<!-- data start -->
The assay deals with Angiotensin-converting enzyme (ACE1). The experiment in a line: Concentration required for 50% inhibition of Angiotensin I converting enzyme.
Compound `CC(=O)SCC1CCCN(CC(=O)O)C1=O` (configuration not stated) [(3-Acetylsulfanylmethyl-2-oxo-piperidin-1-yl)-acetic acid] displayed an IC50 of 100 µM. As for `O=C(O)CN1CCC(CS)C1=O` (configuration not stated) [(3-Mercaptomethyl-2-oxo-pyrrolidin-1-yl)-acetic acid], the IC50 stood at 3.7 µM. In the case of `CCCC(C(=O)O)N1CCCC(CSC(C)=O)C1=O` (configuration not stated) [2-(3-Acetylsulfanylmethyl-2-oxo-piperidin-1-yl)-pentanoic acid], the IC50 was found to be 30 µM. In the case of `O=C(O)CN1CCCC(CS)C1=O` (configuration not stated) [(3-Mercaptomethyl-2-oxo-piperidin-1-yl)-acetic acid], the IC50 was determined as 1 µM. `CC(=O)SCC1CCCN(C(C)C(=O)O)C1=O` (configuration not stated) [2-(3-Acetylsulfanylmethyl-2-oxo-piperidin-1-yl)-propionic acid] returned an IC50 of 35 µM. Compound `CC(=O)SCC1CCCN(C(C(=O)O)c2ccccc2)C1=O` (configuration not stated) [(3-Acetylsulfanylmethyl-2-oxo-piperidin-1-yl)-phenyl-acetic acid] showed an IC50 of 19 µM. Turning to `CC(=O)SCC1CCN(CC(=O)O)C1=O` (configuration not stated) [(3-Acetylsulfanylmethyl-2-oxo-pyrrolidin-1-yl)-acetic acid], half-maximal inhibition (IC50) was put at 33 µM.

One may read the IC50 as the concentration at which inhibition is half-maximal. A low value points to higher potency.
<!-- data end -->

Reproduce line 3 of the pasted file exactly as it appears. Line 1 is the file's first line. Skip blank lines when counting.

One may read the IC50 as the concentration at which inhibition is half-maximal. A low value points to higher potency.